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statement 2: x^2-y^2=0 we get 1) x=y, or x=-y; 2) x=y=0

then x>y^2 is false, statement 2 alone is sufficient.

choice B

Is \(x>y^2\)?

(1) \(x>y+5\) --> \(x-y>5\). Clearly insufficient, for example: if \(x=1\) and \(y=-10\) then the answer is NO, but if \(x=10\) and \(y=1\) then the answer is YES. Two different answers, hence not sufficient.

(2) \(x^2-y^2=0\) --> \((x-y)(x+y)=0\) --> so either \(x-y=0\) or \(x+y=0\). Also insufficient: if \(x=1\) and \(y=1\), then answer is NO, buy if \(x=\frac{1}{2}\) and \(y=\frac{1}{2}\), then the answer is YES. Two different answers, hence not sufficient.

(1)+(2) As from (1) \(x-y>5\neq{0}\), then from (2) must be true that \(x+y=0\) --> so \(x=-y\) --> substitute \(x\) in (1) --> \(-y-y>5\) --> \(y<-\frac{5}{2}<0\), as \(x=-y\), then \(x>\frac{5}{2}>0\), so \(y^2\) (or which is the same \(x^2\)) will always be more than \(x\), thus the answer to the question "Is \(x>y^2\)" is NO. Sufficient.

To elaborate more as \(x=-y>0\), the only chance for \(x>y^2\) to hold true (or which is the same for \(x>x^2\) to hold true) would be if \(x\) is fraction (\(0<x<1\)). For example if \(x=\frac{1}{2}\) and \(y=-\frac{1}{2}\) then \(x=\frac{1}{2}>y^2=\frac{1}{4}\). But the fact that \(x>\frac{5}{2}>0\) rules out this option.

Answer: C.

Hope it's clear.

+1, great explanation. 2.5 clarified! _________________

Ambition, Motivation and Determination: the three "tion"s that lead to PERFECTION.

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see for getting that y < 2.5 and x> 2.5, we have used both the eq. I assume the following is the method by which that is derived:: x^2 = y^2------------- (a) x > y + 5 squaring both sides x^2 > y^2 + 10y + 25 using Eq (a) 25+ 10y < 0 y < 2.5

but there is an error in the above method, which is the squaring of the inequality equation. squaring of inequality Eq can only be done if the signs of both sides are known. Ex: read row wise in the table below: In all cases x > y + 5 x___y___ x^2___y^2 2 __-4___ 4 ___16 ---> x^2 < y^2 6 __ 0 ___36 ___ 0 ---> x^2 > y^2

so since the signs of x and y are unclear, I opted for E.

can anyone help me with this _________________

[caption=]Remember: Anything that can go wrong, will go wrong.[/caption]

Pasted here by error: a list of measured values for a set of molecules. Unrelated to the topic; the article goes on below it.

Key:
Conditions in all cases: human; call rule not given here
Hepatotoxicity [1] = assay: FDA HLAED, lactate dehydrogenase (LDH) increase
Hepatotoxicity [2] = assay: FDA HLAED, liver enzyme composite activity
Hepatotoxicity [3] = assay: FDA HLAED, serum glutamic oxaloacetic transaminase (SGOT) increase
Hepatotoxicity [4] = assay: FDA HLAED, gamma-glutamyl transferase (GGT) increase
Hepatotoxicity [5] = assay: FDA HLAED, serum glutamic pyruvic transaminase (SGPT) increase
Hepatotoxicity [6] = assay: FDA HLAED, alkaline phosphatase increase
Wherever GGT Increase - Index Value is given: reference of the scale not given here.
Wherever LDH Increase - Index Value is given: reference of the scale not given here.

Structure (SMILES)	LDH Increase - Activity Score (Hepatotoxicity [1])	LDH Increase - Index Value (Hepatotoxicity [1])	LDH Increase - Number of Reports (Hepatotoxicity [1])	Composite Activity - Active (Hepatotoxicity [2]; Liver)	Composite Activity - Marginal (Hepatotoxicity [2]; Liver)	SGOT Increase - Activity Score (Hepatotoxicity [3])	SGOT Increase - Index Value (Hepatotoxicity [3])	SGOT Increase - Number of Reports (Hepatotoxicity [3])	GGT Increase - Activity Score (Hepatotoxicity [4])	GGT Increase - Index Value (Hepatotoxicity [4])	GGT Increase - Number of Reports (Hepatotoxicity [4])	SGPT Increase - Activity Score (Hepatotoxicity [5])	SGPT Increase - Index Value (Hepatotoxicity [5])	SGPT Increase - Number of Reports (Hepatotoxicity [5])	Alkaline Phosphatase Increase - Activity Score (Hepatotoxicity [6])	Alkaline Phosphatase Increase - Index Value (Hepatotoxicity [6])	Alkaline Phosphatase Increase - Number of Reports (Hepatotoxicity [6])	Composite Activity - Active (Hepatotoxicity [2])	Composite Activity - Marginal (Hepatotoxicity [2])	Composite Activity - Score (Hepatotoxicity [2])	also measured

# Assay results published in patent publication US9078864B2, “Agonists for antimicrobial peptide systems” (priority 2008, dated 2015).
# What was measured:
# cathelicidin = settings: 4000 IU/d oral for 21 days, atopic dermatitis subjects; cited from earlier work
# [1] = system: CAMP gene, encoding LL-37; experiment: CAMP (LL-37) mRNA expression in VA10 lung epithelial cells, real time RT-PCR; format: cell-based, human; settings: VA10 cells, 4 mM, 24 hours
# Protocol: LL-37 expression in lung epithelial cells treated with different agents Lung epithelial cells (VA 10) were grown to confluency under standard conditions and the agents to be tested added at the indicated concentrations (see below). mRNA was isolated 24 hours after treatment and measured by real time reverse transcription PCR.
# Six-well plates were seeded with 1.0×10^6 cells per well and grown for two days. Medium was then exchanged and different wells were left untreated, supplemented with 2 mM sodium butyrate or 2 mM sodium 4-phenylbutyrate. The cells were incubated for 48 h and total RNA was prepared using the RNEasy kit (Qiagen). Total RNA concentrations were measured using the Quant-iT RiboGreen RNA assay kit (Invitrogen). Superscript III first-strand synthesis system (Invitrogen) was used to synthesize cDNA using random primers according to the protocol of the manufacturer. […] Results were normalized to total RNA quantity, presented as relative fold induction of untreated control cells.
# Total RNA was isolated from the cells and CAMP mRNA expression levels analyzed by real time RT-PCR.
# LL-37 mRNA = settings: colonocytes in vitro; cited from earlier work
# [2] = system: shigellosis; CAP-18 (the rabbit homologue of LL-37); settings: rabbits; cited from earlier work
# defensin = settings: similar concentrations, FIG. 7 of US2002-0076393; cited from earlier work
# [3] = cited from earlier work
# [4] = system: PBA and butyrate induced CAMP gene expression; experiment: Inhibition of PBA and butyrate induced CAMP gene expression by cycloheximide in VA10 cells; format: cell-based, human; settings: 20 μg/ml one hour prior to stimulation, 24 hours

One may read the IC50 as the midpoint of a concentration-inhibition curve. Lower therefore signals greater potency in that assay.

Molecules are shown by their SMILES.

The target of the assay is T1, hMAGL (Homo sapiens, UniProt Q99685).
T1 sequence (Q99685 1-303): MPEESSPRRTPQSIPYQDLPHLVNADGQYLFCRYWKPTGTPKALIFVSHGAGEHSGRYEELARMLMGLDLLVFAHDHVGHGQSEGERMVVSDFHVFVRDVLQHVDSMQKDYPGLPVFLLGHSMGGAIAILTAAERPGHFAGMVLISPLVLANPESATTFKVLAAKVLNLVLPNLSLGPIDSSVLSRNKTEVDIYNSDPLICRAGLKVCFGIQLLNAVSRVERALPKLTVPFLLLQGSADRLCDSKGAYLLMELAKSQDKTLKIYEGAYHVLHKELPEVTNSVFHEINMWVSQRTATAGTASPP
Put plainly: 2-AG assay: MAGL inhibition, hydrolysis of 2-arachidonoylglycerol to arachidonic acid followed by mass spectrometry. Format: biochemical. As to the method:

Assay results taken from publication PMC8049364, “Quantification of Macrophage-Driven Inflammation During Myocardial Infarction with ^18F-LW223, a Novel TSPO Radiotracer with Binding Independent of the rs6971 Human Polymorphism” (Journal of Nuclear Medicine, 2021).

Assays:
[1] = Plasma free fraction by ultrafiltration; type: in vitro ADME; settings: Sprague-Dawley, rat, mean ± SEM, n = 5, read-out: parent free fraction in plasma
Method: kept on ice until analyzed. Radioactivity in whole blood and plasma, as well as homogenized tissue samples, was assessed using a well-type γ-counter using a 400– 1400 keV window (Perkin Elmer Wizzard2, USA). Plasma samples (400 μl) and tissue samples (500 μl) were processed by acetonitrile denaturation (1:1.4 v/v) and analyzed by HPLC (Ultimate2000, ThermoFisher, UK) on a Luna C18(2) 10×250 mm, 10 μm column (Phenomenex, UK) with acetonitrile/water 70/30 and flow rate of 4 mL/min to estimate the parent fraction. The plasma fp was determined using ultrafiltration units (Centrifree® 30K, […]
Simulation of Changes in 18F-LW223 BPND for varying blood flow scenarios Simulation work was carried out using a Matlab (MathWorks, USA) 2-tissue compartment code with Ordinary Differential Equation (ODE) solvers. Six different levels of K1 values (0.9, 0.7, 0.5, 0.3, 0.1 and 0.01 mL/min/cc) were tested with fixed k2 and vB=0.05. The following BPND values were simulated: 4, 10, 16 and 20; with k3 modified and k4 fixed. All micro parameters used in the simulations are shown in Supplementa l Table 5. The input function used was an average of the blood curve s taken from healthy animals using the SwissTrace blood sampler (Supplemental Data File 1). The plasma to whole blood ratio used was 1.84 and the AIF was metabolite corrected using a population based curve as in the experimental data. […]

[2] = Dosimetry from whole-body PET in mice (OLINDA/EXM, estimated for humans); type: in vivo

see for getting that y < 2.5 and x> 2.5, we have used both the eq. I assume the following is the method by which that is derived:: x^2 = y^2------------- (a) x > y + 5 squaring both sides x^2 > y^2 + 10y + 25 using Eq (a) 25+ 10y < 0 y < 2.5

but there is an error in the above method, which is the squaring of the inequality equation. squaring of inequality Eq can only be done if the signs of both sides are known. Ex: read row wise in the table below: In all cases x > y + 5 x___y___ x^2___y^2 2 __-4___ 4 ___16 ---> x^2 < y^2 6 __ 0 ___36 ___ 0 ---> x^2 > y^2

so since the signs of x and y are unclear, I opted for E.

can anyone help me with this

Statement (1) alone is not sufficient. From x^2 = y^2 it transpires that |x| = |y| , and if |x| = |y| > 1 , then x cannot be greater than y^2; however, if x is equal to a positive fraction less than 1, then x necessarily is greater than y^2 (for example, 1/4 is greater than 1/16).

Statement (2) alone also is not sufficient. By plugging numerical values in x-5>y, if x is 7 and y is 1, then x is greater than y^2; on the other hand, if x is 10 and y is 4, then x is not greater than y^2. However, taking (1) and (2) together is sufficient; combining |x| = |y| from (1), and x-5>y from (2), yielding x-y>5, it necessarily follows that x is greater than 2.5 and y is less than -2.5, while the absolute values of x and y are equal. For example, if x equals 3, then y equals -3; if x equals 4, then y equals -4, and so forth. Thus x can never be greater than y^2, and the answer is a definite “no”; so, the correct answer is (C).

It is very interesting to note that a negative affirmative answer, i.e. one with a definite “no” to constitute a correct answer, started appearing in the GMAT only after Pearson Vue took over as administrators. Before 2006, when ETS were GMAC's administrators, the correct answer was an affirmative affirmative answer only - a definite “yes” was the only available correct choice.